]. A viable strategy for control of RVF may be to use these predictive methods for targeted application of an inexpensive efficacious livestock vaccine which could prevent livestock epizootics, limit the vertebrate host virus amplification cycle and thereby also prevent human epidemics. Due to export restrictions and other regulatory issues, acceptance of such a vaccine would require development of a companion diagnostic assay that could differentiate between infected and vaccinated animals (DIVA).
There is currently no licensed vaccine available for use in the US or Europe and vaccine options in Africa and the Middle East are limited. A formalin inactivated RVFV vaccine has limited availability in the US for protection of military personnel and laboratory workers [11
]. Two live attenuated viruses have been tested in various animals as potential vaccine strains. A mutagen-attenuated strain (MP12) and the live attenuated Smithburn strain have been tested in pregnant ewes and lambs, as well as in pregnant, fetal, neonatal and adult bovids. The results of these studies with live vaccines are varied, in some instances showing no clinical illness and the development of neutralizing antibody titers as well as protection from challenge [18
], and in other studies showing the viruses to be abortogenic and teratogenic [22
]. Therefore neither of these virus strains appears to be an ideal candidate for a vaccine strain because of their questionable safety profiles, in addition to their lack of DIVA capability.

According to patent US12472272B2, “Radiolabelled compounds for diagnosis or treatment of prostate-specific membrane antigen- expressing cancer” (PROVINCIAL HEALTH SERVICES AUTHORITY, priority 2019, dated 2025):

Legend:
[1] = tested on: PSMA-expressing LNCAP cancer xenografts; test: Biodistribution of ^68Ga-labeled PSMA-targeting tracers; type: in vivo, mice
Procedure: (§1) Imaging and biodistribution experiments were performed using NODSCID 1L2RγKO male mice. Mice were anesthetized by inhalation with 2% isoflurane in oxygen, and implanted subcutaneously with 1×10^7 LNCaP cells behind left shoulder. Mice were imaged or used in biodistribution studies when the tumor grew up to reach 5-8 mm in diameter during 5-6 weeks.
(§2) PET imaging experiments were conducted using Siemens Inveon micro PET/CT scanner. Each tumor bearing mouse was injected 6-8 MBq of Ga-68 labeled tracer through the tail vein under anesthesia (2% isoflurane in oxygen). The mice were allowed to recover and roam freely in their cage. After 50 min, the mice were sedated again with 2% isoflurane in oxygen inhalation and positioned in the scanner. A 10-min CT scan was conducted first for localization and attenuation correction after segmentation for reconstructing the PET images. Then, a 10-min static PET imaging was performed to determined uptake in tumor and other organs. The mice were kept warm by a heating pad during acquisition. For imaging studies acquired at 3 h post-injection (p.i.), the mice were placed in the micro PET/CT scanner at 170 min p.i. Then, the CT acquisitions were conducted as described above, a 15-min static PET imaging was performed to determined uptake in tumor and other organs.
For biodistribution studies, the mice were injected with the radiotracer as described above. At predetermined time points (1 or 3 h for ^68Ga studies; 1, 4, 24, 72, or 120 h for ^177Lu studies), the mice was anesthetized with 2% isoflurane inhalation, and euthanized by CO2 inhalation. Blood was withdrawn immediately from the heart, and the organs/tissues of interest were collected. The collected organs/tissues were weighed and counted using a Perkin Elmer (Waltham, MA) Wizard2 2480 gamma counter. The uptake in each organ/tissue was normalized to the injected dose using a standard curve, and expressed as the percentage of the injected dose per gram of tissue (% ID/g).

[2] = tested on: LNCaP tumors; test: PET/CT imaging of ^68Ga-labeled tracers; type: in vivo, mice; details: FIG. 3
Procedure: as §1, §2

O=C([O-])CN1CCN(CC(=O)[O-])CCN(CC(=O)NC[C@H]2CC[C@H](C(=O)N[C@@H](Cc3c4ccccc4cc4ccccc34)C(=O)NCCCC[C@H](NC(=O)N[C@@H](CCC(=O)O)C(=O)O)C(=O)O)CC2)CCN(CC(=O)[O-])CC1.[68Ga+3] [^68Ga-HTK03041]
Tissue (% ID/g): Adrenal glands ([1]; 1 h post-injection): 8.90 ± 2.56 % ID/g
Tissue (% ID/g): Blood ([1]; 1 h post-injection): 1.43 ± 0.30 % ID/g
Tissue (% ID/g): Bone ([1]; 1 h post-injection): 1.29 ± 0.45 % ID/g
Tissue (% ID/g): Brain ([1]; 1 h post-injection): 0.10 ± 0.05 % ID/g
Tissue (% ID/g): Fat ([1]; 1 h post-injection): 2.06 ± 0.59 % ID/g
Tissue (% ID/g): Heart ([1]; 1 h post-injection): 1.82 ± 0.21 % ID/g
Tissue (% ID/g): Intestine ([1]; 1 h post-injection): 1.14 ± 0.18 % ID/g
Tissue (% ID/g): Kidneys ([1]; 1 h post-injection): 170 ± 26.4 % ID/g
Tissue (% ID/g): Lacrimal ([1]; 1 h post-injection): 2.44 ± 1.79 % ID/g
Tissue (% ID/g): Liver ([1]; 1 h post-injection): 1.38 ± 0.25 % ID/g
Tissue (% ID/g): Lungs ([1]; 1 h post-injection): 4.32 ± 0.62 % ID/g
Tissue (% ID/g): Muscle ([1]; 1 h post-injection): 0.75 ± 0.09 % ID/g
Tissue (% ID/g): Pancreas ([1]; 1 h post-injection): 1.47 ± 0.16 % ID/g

In recent years, a reverse genetics system has become available for RVFV, thereby facilitating studies of viral pathogenesis and the development of specifically attenuated vaccine strains [24
]. This system has been used to generate viruses that are missing the NSs protein, the NSm protein, or both. These live attenuated vaccine candidates provide complete protection with a single administration in the highly sensitive Wistar-Furth rat model [26
]. ΔNSm/ΔNSs virus infected rats demonstrate a strong antibody response to the N protein, but as expected, no antibody response to the NSs protein. In contrast, rats infected with WT virus demonstrate an antibody response to both the N and NSs proteins by immunofluorescence analysis. The ΔNSm/ΔNSs virus has immense potential as a vaccine for use in the model proposed above where predictive methods guide targeted vaccine strategies to prevent livestock epizootics. Not only is the exact genetic makeup of this virus known, since it was generated from cloned cDNA, but it is more attenuated than the currently available attenuated strains, MP12 and Smithburn. The ΔNSm/ΔNSs virus bypasses the problem of possible reversion to virulence by having two large deletions, one on the M segment and one on the S segment of the genome. In addition, unlike the currently available attenuated strains, the ΔNSm/ΔNSs vaccine meets the DIVA requirement by virtue of the missing NSs protein.
In this study, we build upon the observation that infection with the mutant virus can be distinguished from infection with the WT virus by immunofluorescence analysis. We describe the generation of an ELISA that can distinguish infected from vaccinated animals. This companion assay can easily be performed in a rudimentary laboratory setting and would be ideal for use the in resource poor countries where RVFV is prevalent.